Netflix's 'This Is Dementia': Alzheimer's Scientist on What the Disease Is, Its Treatments and How It Can Be Prevented

elderly old person photograph memory alzheimers' dementia
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Since 2000, deaths caused by dementia have more than doubled, making it one of the world's biggest killers. Some 50 million people currently live with the disease, a figure expected to hit 152 million by 2050. There is currently no treatment to cure or slow the condition, of which Alzheimer's is the most common form.

Beneath these startling figures are the experiences of families who must watch as the disease slowly steals the memories and physical strength of their loved ones. Among them is neuropsychologist and dementia researcher Dr. John DenBoer, whose grandmother died of the illness. He charts his experiences and knowledge of the disease in his Netflix documentary This is Dementia, including his own research into the potential benefits of brain exercises.

Newsweek spoke to DenBoer on how worried we should be about dementia, and what the average person can do to lessen their chances of developing the condition.

How worried should we be about dementia?

Very. I believe that dementia is the most horrible of diseases because it takes from us what we value the most: independence, dignity and quality time. And then it kills us. It's also probably the only disease that may be harder for the caregiver than it is for the person affected. As the baby boomer generation ages into the range of dementia, we are faced with both a massive personal and societal crisis. It's right upon us now: we're staring it in the face, although we may not see it. This is not just happening in the United States but all over the world. There are many countries—including those in Eastern Asia (China, Japan, India) that are facing huge problems already.

It's important for us not to live in fear or worry. Instead, we should use that emotion to educate and empower ourselves and, most importantly, to take action against this disease via early identification and intervention. Worry can be useful, but we must use it.

It all starts with reducing stigma, increasing awareness and having real and honest conversations with loved ones about this disease.

Why are more people getting dementia?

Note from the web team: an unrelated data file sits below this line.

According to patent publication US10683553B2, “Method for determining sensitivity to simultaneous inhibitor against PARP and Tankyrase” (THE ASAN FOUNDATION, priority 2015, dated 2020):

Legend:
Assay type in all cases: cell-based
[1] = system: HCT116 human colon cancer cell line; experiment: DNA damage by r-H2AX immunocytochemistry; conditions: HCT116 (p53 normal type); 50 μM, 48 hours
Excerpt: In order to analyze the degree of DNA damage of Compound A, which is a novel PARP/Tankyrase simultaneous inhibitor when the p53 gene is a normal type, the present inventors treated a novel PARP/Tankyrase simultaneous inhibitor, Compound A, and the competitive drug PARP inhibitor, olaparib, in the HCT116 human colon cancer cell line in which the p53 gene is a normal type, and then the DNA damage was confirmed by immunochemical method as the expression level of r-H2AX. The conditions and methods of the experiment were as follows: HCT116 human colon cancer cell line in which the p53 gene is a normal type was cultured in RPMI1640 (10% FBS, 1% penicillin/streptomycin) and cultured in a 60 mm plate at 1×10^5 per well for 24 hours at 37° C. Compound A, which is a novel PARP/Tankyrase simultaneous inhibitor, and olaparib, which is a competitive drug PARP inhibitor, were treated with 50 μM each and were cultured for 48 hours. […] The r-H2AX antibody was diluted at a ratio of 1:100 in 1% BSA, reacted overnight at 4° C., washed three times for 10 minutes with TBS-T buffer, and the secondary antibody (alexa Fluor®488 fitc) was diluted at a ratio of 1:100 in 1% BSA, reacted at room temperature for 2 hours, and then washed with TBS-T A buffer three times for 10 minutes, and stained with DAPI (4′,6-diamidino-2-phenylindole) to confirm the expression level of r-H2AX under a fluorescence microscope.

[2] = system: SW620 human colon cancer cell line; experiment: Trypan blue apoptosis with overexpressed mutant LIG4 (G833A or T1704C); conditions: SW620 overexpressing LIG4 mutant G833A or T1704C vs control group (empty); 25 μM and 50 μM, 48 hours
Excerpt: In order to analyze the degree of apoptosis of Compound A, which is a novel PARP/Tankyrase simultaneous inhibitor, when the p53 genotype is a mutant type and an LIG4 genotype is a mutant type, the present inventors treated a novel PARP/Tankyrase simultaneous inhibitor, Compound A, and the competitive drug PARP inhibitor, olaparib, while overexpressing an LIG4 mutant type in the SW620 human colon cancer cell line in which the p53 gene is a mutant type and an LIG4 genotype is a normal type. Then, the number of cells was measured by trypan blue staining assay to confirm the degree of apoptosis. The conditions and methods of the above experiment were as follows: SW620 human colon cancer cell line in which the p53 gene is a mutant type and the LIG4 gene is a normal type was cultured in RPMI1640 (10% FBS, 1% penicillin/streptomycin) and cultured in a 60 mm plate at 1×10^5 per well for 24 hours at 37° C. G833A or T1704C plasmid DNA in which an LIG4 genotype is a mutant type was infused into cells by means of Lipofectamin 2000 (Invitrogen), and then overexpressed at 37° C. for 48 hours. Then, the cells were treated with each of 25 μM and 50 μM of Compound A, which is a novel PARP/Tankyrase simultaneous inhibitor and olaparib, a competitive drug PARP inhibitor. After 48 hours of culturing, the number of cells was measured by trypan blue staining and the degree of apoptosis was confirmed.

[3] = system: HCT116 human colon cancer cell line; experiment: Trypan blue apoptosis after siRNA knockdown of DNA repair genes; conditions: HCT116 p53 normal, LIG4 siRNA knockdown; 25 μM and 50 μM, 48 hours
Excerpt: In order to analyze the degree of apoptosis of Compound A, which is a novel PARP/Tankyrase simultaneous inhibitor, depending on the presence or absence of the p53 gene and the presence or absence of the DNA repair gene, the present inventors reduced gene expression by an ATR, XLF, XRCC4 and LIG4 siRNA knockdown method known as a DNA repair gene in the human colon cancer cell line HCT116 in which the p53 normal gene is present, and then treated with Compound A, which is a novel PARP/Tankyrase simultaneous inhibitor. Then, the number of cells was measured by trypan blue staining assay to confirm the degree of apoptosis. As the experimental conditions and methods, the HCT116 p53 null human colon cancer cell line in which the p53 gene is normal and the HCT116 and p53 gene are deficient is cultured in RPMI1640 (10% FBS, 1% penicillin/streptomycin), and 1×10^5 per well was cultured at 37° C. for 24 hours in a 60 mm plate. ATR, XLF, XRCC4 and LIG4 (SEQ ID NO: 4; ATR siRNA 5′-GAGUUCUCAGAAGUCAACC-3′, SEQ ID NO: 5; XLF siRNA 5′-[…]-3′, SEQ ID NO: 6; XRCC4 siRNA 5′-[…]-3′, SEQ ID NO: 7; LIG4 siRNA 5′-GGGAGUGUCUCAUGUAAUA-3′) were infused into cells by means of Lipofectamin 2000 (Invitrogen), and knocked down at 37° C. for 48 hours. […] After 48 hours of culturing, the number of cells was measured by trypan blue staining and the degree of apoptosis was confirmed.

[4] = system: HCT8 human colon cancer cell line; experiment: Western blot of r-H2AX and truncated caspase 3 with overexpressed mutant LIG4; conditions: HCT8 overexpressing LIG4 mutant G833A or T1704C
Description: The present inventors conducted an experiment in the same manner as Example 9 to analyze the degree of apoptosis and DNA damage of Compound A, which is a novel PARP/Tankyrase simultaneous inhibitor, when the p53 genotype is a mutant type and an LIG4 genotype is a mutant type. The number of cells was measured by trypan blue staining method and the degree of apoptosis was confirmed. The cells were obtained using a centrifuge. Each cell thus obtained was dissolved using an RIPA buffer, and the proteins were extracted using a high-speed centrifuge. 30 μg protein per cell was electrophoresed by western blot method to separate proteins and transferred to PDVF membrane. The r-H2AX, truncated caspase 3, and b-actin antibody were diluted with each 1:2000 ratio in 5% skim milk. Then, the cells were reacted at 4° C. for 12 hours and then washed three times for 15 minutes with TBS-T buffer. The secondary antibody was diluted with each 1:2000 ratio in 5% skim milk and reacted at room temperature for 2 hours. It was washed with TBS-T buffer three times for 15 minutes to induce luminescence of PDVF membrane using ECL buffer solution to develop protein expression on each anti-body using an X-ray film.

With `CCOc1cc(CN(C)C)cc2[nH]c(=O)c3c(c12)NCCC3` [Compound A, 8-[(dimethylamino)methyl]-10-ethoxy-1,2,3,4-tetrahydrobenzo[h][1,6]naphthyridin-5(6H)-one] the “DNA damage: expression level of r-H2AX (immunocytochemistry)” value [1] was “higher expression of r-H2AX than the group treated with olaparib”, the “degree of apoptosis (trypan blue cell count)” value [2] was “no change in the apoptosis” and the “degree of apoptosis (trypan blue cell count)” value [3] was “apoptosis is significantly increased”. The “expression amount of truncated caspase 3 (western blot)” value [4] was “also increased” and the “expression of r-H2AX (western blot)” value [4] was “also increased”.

Actually, the incidence of dementia is dropping slightly (mainly due to better control of vascular dementia via better control of hypertension, cholesterol, and lower incidence of diabetes), although the prevalence (i.e., sheer quantity) of the disease is rising. This is due to three main factors: population growth, increase in life expectancy and the baby boomer generation entering into the phase of mild cognitive impairment and dementia. In the next 10 to 20 years, dementia rates are expected to triple across the world. This will bankrupt our institutional systems like Social Security and Medicare.

Why have scientists not yet created a cure for dementia? Why is it so hard to treat?

Science is hard at work—and has spent billions of dollars—trying to find a pharmacological cure for dementia. There have been some wonderful efforts, but I believe we have been hampered by a misunderstanding of the true causal mechanisms of the disease and neuroimaging technology that is still in its relative infancy. Major drug companies have started to abandon so-called anti-dementia medication trials because the efficacy of the medication has been so low. Hopefully, that will change, but I don't see it changing too soon.

I don't think focusing on a cure is a bad thing, but we are focusing so myopically on it that we are not focusing on what we can do to mitigate the onset and reduce the intensity of the disease.

Treating dementia involves approaching it as a progressive disease that begins with mild cognitive impairment, the clinical precursor to dementia. It's at this point we need to intervene.